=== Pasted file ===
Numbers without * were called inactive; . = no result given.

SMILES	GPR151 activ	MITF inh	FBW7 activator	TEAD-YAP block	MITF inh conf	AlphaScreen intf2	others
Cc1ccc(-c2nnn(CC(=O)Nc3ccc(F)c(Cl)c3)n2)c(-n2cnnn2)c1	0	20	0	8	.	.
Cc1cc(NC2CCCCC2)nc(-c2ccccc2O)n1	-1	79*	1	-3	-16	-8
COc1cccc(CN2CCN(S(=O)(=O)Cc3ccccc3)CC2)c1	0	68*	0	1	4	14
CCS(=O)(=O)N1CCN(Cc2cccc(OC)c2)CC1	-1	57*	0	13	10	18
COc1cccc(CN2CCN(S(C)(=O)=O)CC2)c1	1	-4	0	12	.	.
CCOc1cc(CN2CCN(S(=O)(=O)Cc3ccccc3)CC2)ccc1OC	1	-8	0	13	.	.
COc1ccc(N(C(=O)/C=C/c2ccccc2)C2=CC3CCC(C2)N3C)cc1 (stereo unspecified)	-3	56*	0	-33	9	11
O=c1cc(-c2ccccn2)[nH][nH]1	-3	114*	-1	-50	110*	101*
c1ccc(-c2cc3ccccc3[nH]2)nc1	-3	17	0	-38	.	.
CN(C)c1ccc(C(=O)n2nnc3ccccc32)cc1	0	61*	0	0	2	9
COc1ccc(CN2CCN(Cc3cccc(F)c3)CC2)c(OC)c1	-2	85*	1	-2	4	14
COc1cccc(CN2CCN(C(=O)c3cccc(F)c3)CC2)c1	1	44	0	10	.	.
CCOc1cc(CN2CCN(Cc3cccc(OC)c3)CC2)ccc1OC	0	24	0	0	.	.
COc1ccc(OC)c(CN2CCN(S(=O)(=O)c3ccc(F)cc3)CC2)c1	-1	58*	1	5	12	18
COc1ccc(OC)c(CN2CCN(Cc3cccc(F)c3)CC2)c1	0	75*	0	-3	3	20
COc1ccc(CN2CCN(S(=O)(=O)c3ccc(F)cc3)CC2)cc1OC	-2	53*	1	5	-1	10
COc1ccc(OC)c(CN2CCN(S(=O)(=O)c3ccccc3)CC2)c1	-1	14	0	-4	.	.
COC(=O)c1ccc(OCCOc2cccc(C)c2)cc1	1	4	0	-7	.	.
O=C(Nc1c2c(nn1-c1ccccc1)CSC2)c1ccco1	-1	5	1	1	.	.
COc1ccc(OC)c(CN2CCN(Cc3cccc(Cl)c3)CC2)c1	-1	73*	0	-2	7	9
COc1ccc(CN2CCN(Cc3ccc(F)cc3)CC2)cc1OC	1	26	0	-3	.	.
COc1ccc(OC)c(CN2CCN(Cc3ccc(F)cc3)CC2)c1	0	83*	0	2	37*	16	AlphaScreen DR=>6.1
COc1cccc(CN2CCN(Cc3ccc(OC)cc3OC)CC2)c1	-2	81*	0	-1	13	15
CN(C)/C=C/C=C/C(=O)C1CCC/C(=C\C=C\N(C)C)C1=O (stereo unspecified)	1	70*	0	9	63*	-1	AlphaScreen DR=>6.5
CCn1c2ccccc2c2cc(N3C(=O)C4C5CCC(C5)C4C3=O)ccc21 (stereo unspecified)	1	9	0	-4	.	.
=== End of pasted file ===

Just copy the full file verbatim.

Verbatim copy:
Numbers without * were called inactive; . = no result given.

SMILES	GPR151 activ	MITF inh	FBW7 activator	TEAD-YAP block	MITF inh conf	AlphaScreen intf2	others
Cc1ccc(-c2nnn(CC(=O)Nc3ccc(F)c(Cl)c3)n2)c(-n2cnnn2)c1	0	20	0	8	.	.
Cc1cc(NC2CCCCC2)nc(-c2ccccc2O)n1	-1	79*	1	-3	-16	-8
COc1cccc(CN2CCN(S(=O)(=O)Cc3ccccc3)CC2)c1	0	68*	0	1	4	14
CCS(=O)(=O)N1CCN(Cc2cccc(OC)c2)CC1	-1	57*	0	13	10	18
COc1cccc(CN2CCN(S(C)(=O)=O)CC2)c1	1	-4	0	12	.	.
CCOc1cc(CN2CCN(S(=O)(=O)Cc3ccccc3)CC2)ccc1OC	1	-8	0	13	.	.
COc1ccc(N(C(=O)/C=C/c2ccccc2)C2=CC3CCC(C2)N3C)cc1 (stereo unspecified)	-3	56*	0	-33	9	11
O=c1cc(-c2ccccn2)[nH][nH]1	-3	114*	-1	-50	110*	101*
c1ccc(-c2cc3ccccc3[nH]2)nc1	-3	17	0	-38	.	.
CN(C)c1ccc(C(=O)n2nnc3ccccc32)cc1	0	61*	0	0	2	9
COc1ccc(CN2CCN(Cc3cccc(F)c3)CC2)c(OC)c1	-2	85*	1	-2	4	14
COc1cccc(CN2CCN(C(=O)c3cccc(F)c3)CC2)c1	1	44	0	10	.	.
CCOc1cc(CN2CCN(Cc3cccc(OC)c3)CC2)ccc1OC	0	24	0	0	.	.
COc1ccc(OC)c(CN2CCN(S(=O)(=O)c3ccc(F)cc3)CC2)c1	-1	58*	1	5	12	18
COc1ccc(OC)c(CN2CCN(Cc3cccc(F)c3)CC2)c1	0	75*	0	-3	3	20
COc1ccc(CN2CCN(S(=O)(=O)c3ccc(F)cc3)CC2)cc1OC	-2	53*	1	5	-1	10
COc1ccc(OC)c(CN2CCN(S(=O)(=O)c3ccccc3)CC2)c1	-1	14	0	-4	.	.
COC(=O)c1ccc(OCCOc2cccc(C)c2)cc1	1	4	0	-7	.	.
O=C(Nc1c2c(nn1-c1ccccc1)CSC2)c1ccco1	-1	5	1	1	.	.
COc1ccc(OC)c(CN2CCN(Cc3cccc(Cl)c3)CC2)c1	-1	73*	0	-2	7	9
COc1ccc(CN2CCN(Cc3ccc(F)cc3)CC2)cc1OC	1	26	0	-3	.	.
COc1ccc(OC)c(CN2CCN(Cc3ccc(F)cc3)CC2)c1	0	83*	0	2	37*	16	AlphaScreen DR=>6.1
COc1cccc(CN2CCN(Cc3ccc(OC)cc3OC)CC2)c1	-2	81*	0	-1	13	15
CN(C)/C=C/C=C/C(=O)C1CCC/C(=C\C=C\N(C)C)C1=O (stereo unspecified)	1	70*	0	9	63*	-1	AlphaScreen DR=>6.5
CCn1c2ccccc2c2cc(N3C(=O)C4C5CCC(C5)C4C3=O)ccc21 (stereo unspecified)	1	9	0	-4	.	.